Basketball Reference, part of the Sports Reference LLC network, is a beautiful site. It’s uncluttered, organized, and comprehensive. There’s updated data from the NBA, along with statistics from the ABA and BAA days. There’s basic basketball statistics (points, rebounds, and assists) along with advanced statistics like true shooting percentage, usage rate, and win share. Such information can be exported as Excel or CSV files through simple pointing and clicking. However, there are currently 4,500 players in Basketball Reference’s database and therefore 4,500 pages that need to be perused in order to download a complete dataset. To perform in-depth analysis, it would be much more efficient to use Pentaho Data Integration to scrape this data.
The Process: Overview
Overall, the process to scrape data from the web involves finding the relevant URL’s, extracting the information, and then loading it into a database. Loading the database along with cleaning and analyzing the data will not be the focus of this article. It will focus on scraping the data from the web.
In this instance, two PDI transformations were used: one to retrieve the relevant URL’s and another to extract and load the data. The entire process could have been undertaken in one transformation, but two transformations were used for the sake of organization and debugging ease.
The Process: Seeding and Gathering the URL’s
The first step in use is the data grid step, where URL’s can be handily stored. Fortunately, Basketball Reference offers a handy index of players organized by last name. And each page of this index follows the same format: https://www.basketball-reference.com/players/a/, https://www.basketball-reference.com/players/b/, etc.
Therefore, the data grid step appears as below:
Each URL in this list is fed into the HTTP Client step, where, upon receipt, the HTML is returned. Once the HTML is returned, it can be parsed for relevant information.
As seen in the HTML, the relevant portions begin with ‘<a href=”/players/’ and then have a letter and then an abbreviated combination of the player’s first and last name.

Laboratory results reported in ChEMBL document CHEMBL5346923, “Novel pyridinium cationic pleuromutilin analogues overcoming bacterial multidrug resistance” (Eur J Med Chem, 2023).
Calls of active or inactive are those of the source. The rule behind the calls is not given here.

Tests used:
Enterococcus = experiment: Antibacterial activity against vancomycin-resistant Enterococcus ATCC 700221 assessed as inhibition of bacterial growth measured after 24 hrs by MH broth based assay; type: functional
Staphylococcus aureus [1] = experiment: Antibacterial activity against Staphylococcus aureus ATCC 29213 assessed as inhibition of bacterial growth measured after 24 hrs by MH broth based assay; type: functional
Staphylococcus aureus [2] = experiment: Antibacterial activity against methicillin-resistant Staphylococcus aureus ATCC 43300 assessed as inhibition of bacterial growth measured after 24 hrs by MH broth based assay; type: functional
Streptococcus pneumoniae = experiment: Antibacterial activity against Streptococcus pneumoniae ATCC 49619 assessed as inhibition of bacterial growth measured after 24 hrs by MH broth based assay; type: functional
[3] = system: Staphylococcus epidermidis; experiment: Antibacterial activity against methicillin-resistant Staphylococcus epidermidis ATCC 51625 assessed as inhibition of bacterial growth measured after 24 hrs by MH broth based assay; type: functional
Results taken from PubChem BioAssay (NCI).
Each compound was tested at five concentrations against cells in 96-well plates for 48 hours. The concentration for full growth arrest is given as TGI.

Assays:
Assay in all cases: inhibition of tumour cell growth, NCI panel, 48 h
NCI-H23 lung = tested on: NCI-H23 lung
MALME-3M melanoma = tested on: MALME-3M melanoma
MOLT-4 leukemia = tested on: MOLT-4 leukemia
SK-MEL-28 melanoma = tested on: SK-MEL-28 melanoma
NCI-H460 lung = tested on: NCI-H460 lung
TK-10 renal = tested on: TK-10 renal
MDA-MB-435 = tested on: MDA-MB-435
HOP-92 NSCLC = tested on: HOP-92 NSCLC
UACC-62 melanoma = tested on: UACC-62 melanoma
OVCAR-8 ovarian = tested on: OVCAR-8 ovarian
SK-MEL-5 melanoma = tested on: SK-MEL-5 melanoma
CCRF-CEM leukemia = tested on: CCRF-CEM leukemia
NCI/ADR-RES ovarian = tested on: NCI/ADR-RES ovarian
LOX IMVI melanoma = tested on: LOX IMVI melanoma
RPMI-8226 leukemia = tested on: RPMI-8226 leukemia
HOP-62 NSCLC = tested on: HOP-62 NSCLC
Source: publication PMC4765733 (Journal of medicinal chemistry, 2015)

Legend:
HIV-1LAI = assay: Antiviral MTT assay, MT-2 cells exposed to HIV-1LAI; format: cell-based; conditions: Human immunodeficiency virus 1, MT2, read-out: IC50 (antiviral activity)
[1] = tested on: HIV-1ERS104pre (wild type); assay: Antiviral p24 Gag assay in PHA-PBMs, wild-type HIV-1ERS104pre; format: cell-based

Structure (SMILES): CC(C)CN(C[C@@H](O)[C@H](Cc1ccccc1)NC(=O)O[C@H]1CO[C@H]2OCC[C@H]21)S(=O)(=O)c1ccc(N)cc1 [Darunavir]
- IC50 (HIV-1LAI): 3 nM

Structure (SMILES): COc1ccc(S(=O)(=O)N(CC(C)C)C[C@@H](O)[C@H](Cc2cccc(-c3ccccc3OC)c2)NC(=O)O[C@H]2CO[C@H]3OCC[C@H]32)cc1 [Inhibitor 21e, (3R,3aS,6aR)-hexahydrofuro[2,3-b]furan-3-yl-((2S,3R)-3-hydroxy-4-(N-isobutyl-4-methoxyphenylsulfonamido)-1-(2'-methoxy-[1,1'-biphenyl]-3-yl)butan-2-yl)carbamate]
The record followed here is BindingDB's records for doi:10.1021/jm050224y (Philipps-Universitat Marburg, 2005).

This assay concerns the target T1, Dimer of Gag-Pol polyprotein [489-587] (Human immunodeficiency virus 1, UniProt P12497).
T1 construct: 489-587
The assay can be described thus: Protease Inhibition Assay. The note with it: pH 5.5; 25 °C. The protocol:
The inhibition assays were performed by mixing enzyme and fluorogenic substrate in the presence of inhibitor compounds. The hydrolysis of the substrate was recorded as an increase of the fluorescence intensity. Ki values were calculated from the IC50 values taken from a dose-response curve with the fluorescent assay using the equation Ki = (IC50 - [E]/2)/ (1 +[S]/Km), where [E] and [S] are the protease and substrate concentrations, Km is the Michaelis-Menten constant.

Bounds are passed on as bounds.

Note that the HTML returned by the HTTP Client step had all the newline and return characters removed. It’s unlikely that a newline or return character would be in the middle of the portion that we want, so this step is for the pessimists.
At this point, the URL’s leading to each player’s personal statistic page has been extracted and exists in one row per letter, with each URL separated by a comma.
This transformation could conceivably end, but it would only leave more room for the next transformation to undertake. Hence, the next steps, such as reformatting the URL and removing duplicate URL’s, make the next transformation simpler to execute.
The final result is a TXT file with unique web address snippets stored on one row each.
There are separate transformations for creating this file of web snippets and loading data based on these web addresses for the sake of debugging ease. A quick glance at the output of the first transformation should can reveal anything askew.
This second transformation loads the text file and fully forms a URL based off the web address snippet. It then sends this URL to the HTTP Client step, where the HTML of the web address is retrieved. Please note that in between the creation and the sending of this URL is a Delay Row step, so that Basketball Reference doesn’t refuse the connection for excessive requests.
After the HTML is retrieved, a process similar to the first transformation’s is undertaken. Again, regular expressions are used to extract relevant portions of the retrieved HTML and then reformatted.
The Process: Harvesting Statistics
This article is concerned with extracting the per game tab of the player statistics from Basketball Reference.
Looking at the relevant HTML reveals that extracting the lines from ‘<tr id="per_game.’ to ‘</tbody>’ returns the per game statistics in question, which is what the Modified Java Script Values step does.
The extracted lines are then split into rows, so that each row constitutes the HTML for one season of data, organizing the process and aligning the data with the grain of the database.
After organizing the data into the desired grain, the transformation extracts specific statistics and stores them as new columns or fields in the same row.
Unfortunately, the Modified Java Script Values doesn’t support backreferences in regular expressions, so the first result extracts the data along with extraneous formatting.
Fortunately, the formatting can be easily cleaned up using regular expressions.
Using such regular expressions to clean the data leaves one with a neat canvas of results ready to be inserted into a database, analyzed, and then visualized. However, the techniques covered in this article can be applied to other domains so it’s not only Basketball Reference that can be scraped. Let me know if these techniques have worked for you in other areas or what other variations you have tried!